The Mobile
Broadband Standard

TV and radio services over 3GPP systems

January 11, 2019

Production, contribution and distribution of TV and radio services over 3GPP systems - By Roland Beutler, EBU/SWR (Rapporteur 3GPP FS_AVPROD)

Broadcasting companies have looked to deliver all their services, linear and nonlinear, to portable and mobile devices for quite some time, but with only limited success. A major step forward was achieved, in 2015, when the “enhancement for TV service” (EnTV) study item1 provided a trigger for European broadcasters to get engaged in 3GPP.

Under the lead of the European Broadcasting Union (EBU), broadcasters submitted their initial requirements for EnTV (see Figure 1), including the obligation of public service broadcasters to offer linear TV and radio programmes free-to-air. These requirements called for modifications of 3GPP components, including the radio access, the system architecture and the service layer & core network.

3GPP TR 22.816, published in the summer of 2017 in Release 14, took on board all of these early broadcast requirements - providing promising solutions2 based on LTE. Since then many field trials have been carried out - or have recently been started - which are testing that support for the delivery of broadcast services3 . Their findings together with the results of a gap analysis carried out on Release 14 are currently being fed back into 3GPP to optimize the system and close existing gaps. This will help to support the current Release 16 study on LTE-based 5G terrestrial broadcast4 which is based on the requirements defined in section 9.1 of TR 38.913 for NR.

Looking beyond Distribution

Distribution of TV and radio services is preceded by the creation of content, whether news, sports or entertainment. In these content-hungry times broadcasters are now looking at employing 3GPP systems for the production and contribution of content as well as its distribution. Content production is undergoing substantial change with the introduction of IP based technologies along the entire work flow. Agile remote production has become an important target, both to meet the 24/7 demand for content and to help reduce costs.

However, to be successful, distributed resources need to be bundled in a flexible manner, to avoid duplication of work and to make the best use of existing technical infrastructure. The increasing data rates demanded by video and audio sources are also posing severe challenges for broadcasters. Furthermore, there is likely to be an increased expectation – at least amongst consumers - that the capabilities offered by 3GPP systems should quickly enable new services in all environments where TV and radio are consumed; at home, at the game or on the move.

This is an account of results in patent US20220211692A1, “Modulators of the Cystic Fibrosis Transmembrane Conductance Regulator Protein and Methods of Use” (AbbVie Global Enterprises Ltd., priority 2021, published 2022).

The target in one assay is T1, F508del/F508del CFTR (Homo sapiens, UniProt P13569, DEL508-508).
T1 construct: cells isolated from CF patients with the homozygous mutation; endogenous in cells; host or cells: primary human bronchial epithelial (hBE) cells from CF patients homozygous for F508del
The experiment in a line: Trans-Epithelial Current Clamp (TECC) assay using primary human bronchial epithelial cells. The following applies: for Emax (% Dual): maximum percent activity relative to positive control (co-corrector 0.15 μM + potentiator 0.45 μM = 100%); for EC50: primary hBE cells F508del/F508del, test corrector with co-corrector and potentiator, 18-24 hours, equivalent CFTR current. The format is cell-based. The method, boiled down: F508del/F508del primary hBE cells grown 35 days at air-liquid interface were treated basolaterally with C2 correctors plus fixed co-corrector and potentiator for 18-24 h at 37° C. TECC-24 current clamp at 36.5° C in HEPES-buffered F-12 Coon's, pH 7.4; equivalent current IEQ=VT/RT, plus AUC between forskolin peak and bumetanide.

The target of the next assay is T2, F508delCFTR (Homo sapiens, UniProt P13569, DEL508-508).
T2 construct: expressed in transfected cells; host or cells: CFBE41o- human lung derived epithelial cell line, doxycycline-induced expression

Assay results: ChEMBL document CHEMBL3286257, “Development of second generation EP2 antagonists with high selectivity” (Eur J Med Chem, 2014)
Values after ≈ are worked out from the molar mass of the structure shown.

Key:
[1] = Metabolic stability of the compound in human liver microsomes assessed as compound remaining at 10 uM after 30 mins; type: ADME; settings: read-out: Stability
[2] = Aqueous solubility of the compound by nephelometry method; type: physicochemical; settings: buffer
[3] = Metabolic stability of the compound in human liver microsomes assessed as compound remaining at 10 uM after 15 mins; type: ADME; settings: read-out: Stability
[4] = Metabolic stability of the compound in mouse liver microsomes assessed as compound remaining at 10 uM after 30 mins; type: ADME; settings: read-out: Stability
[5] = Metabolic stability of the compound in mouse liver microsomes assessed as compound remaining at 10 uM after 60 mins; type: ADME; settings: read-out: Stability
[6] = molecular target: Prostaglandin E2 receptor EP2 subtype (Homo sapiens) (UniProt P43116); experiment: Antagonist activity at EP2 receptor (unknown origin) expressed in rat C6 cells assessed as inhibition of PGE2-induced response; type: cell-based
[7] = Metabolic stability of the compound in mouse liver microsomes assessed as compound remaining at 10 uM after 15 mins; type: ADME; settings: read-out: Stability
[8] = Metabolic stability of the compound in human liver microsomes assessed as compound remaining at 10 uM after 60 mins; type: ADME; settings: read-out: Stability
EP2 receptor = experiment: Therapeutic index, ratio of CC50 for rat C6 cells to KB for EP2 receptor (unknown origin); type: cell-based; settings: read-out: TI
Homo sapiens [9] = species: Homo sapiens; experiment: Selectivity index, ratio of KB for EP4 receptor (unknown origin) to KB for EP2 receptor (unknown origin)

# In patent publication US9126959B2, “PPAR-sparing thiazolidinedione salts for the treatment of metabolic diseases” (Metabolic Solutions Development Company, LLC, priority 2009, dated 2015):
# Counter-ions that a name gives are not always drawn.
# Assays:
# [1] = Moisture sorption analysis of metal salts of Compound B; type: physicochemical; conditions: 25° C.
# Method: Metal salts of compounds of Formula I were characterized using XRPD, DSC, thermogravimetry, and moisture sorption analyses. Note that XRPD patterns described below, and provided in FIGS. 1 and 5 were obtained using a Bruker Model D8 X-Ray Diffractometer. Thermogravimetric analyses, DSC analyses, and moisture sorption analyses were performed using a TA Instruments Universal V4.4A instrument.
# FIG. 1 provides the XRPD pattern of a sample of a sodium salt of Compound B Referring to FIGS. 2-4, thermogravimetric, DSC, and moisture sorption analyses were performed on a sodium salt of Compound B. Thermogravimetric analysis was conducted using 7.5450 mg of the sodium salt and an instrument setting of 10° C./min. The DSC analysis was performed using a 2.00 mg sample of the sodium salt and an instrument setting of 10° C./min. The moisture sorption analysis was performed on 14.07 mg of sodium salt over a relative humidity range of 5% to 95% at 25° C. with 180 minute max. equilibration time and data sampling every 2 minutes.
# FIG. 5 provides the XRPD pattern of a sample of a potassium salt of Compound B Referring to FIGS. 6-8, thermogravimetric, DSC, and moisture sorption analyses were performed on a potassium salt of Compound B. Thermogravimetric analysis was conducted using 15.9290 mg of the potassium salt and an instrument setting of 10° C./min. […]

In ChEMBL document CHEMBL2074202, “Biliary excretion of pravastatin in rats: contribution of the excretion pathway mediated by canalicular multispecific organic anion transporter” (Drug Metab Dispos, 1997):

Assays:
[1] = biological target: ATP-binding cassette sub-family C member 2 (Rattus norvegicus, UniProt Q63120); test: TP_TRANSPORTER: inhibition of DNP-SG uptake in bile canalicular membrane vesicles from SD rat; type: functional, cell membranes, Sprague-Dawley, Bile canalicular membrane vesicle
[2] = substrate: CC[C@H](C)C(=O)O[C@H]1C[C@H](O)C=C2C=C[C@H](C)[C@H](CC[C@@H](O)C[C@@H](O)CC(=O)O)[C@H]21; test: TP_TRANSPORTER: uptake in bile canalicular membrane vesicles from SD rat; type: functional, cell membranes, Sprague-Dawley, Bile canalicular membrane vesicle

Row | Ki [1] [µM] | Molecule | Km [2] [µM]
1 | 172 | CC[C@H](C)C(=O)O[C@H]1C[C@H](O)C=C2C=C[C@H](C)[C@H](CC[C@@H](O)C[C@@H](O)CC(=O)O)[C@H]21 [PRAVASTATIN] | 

Consequently, EBU together with industry partners has proposed to start a study item in 3GPP working group SA1 on audio-visual production (FS_AVPROD)5 which aims at the Release 17 timeframe. Currently, use cases are being collated and corresponding new technical requirements for the 3GPP system are being identified, which will be included in TR 22.827 (6). Some of these use cases will entail very challenging technical requirements in terms of calling for synchronized capture devices to deliver very high data rates at very high velocities, simultaneously, requiring very low latencies.

2019 01 fig1 DVB

Traditionally, the distribution of services concurrently to a large audience using a broadcast mode of operation has been - and still is - an essential pillar on which the global broadcasting industry rests. 5G is now opening the way for 3GPP broadcast features to be used by other industrial sectors or ‘verticals’ – including Public Protection and Disaster Relief (PPDR), automotive and broader IoT markets - for new use cases beyond pure media.

Amongst the broadcast community, there is an ongoing debate about 5G deployment models. Broadcasters would prefer having a range of options available, including not only MNO-centric models, but also private networks and others. Nevertheless, it will be important to ensure seamless interworking between different networks and that the same equipment, chipset, functionalities, and network features can be used in different deployment scenarios.

Whilst cellular networks are the primary focus of the 3GPP work, 5G has the potential to be deployed on different network infrastructures, including satellite and terrestrial high-power-high-tower networks. Different network infrastructures may be used in a complementary or collaborative way to make efficient use of network and spectrum resources.

EBU and its Members are committed to a continued involvement in 3GPP and are open to collaboration with other stakeholders.

Notes: 

3GPP Specifications associated with EnTV are listed here:http://www.3gpp.org/DynaReport/WiVsSpec--700032.htm

2 An overview about the EnTV study and the resulting specifications can be found at http://www.3gpp.org/news-events/3gpp-news/1905-embms_r14.

3 An information paper on trials carried out by broadcasters was submitted to RAN#79 (RP-180652) and SA#79 (SP-180296), respectively.

4 The WID (RP-181342) for this study was approved at RAN#79 in La Jolla, US.

Study on Audio-Visual Service Production - FS_AVPROD

Study on Audio-Visual Service Production: TR 22.827 

Contact for this article: Kevin FLYNN, Marketing and Communications Officer, 3GPP
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